Height Gain: 75m
Average Gradient: 8%
Max. Gradient: 13%
Difficulty Score: 40
Table Position: =16th
Date of Attempt: 28th June 2012
The hill is located in South Newbald and the road approaches the same ridge as North Newbald Hill. The climb begins at the sign post for Trundlegate and initially the narrow country road isn’t very steep at all, this all changes as you round the shallow left hand corner, where the task ahead is laid bare. Roughly 50m ahead the road steeply ramps up, at it’s steepest point it manages a 13% gradient, the climb continues for around another 100m before a nasty little banked corner. The corner, as ever, is the steepest point, however once around it the road continues at around 10% for a good 200m, before levelling off slightly as it gradually reaches its peak, so only a short climb, but you’ve got to watch the little ones!
Back in June last year I made a third attempt at conquering this hill, I must admit that as a beginner I was intimidated and my first two attempts ended miserably, but here is the passage taken from my ‘Push Hog Diaries’ blog post ‘Cumbrian EPO’…
We sat in the sunshine and I did my best to build up the shear scale of the Trundlegate challenge. I suggested that the people sat outside the Tiger Inn weren’t staring at us because Marvin looked like a member of The Village People, instead it was because they knew what we were about to face. I guess by the time I’d finished, the task in front of us was akin to climbing the north face of the eiger…on a bike!
I also suggested that we might need something to help us along, you know, a pick me up, and I’m not even ashamed of what I produced from my back pocket, but it won’t be the last time I use Cumbrian EPO (or Kendal Mint Cake just incase the UCI are reading this!) We broke off a couple of cubes, scoffed them down and off we set towards South Newbald, doped up.
I purposefully rode at the back of our two man peloton, just to gauge Marvin’s reaction, which was more of surprise than anything else, a bit like my own when I first saw the hill. After rounding the corner, the climb begins and we both began in first gear to give the best chance of archiving our goal.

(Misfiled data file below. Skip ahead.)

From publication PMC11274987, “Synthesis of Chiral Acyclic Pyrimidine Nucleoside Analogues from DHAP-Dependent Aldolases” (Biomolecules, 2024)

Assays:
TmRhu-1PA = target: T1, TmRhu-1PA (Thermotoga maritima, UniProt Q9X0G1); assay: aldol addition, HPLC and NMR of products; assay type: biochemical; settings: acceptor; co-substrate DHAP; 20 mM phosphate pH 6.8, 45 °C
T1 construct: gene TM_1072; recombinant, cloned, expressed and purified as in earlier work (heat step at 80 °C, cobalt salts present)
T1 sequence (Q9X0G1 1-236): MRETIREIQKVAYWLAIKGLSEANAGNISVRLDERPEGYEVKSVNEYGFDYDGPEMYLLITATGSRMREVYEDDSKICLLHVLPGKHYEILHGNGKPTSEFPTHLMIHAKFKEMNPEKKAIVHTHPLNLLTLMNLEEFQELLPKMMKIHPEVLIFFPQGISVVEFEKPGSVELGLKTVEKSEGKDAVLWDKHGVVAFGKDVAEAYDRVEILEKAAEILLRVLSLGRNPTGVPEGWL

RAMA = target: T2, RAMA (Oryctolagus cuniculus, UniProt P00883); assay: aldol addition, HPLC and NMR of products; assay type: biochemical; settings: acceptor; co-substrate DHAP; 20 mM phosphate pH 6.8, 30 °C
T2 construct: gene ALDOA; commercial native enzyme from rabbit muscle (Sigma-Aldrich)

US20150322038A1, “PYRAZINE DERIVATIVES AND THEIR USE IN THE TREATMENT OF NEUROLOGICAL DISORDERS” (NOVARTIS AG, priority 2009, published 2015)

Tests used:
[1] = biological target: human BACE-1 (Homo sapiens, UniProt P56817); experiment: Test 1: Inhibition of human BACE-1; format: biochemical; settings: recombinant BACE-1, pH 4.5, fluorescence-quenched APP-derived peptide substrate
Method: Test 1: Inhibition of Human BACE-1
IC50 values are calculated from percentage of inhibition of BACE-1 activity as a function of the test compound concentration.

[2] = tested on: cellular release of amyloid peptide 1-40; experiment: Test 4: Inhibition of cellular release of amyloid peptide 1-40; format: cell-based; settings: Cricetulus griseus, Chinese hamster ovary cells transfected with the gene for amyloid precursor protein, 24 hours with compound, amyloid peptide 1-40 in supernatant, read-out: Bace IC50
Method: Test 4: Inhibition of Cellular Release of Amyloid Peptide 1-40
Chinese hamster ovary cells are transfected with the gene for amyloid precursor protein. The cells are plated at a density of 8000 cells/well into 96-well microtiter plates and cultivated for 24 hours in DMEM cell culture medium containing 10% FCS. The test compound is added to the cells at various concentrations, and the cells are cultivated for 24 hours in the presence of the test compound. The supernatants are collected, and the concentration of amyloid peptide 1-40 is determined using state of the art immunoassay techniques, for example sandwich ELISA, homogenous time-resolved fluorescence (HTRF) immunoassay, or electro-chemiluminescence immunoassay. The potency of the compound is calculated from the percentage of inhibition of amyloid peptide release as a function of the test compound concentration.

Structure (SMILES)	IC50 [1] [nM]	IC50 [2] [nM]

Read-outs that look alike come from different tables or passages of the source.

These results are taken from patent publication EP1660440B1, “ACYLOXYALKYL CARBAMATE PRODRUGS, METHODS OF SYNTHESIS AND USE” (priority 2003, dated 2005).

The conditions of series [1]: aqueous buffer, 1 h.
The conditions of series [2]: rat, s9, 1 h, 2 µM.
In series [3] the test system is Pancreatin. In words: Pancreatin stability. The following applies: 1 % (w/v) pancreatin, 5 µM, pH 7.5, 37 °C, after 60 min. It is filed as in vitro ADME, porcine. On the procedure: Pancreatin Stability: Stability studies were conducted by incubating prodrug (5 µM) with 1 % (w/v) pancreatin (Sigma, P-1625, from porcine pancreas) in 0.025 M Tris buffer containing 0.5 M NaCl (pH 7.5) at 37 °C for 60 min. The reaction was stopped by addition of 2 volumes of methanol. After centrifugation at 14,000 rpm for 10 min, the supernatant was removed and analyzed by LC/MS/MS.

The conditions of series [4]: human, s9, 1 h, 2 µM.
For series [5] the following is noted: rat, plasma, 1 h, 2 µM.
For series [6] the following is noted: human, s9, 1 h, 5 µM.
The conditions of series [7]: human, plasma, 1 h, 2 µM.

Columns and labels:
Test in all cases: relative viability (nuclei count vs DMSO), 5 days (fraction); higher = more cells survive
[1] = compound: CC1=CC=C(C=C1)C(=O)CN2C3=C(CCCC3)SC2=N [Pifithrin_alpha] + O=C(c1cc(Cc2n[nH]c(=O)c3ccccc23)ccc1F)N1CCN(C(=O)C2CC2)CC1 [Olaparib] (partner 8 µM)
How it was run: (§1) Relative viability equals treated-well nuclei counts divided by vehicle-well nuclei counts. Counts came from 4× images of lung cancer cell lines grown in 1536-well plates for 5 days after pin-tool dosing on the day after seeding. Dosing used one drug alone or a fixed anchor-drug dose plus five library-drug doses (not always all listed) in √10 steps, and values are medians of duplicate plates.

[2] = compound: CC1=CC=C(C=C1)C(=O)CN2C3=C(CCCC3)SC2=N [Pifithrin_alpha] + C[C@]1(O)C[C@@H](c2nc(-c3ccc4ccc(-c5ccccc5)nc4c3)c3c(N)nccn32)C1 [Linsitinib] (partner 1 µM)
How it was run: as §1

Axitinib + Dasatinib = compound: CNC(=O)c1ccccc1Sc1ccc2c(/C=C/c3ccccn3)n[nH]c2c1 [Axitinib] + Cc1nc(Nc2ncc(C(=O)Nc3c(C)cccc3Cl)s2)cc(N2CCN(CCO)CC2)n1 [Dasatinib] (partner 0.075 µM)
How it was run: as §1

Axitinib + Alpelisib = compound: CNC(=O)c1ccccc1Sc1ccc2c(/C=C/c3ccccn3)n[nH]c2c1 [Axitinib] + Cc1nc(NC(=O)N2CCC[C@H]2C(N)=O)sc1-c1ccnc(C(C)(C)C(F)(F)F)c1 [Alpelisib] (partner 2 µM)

I was absolutely convinced that if I was ever going to get over this hill then today was the day, perfect conditions with a very slight tail wind. I began steady, keeping my breathing under control, trying not to run out of steam like in my previous attempts.
Before long we were past the farm house at the bottom of the hill and about to tackle the steepest part of the climb at around 13%, still managing my breathing I pushed forward, gaining in confidence the further up the hill I got. Towards the middle of the tough first section Marvin begins to snake from side to side, but I aim straight ahead for the right hand turn.
Once at the turn, almost as far as I have managed to date, I’m feeling good, the climb begins to get steadier and I now know I’ve made it, my breathing is normal and I have no intention of stopping now. The next 500 yards are still a slog but before long I’m going up the gears and the climb is finished, we both made it, I’m so chuffed its a monkey off my back, with a little help from my friend and a bit of sugary doping.
Trundlegate is a tiny pig of a climb, nicknamed locally as ‘The Devils Chimney’, it’s never easy on the legs and is a fantastic hill for training, especially if planning on tackling some of East Yorkshire’s more difficult climbs.
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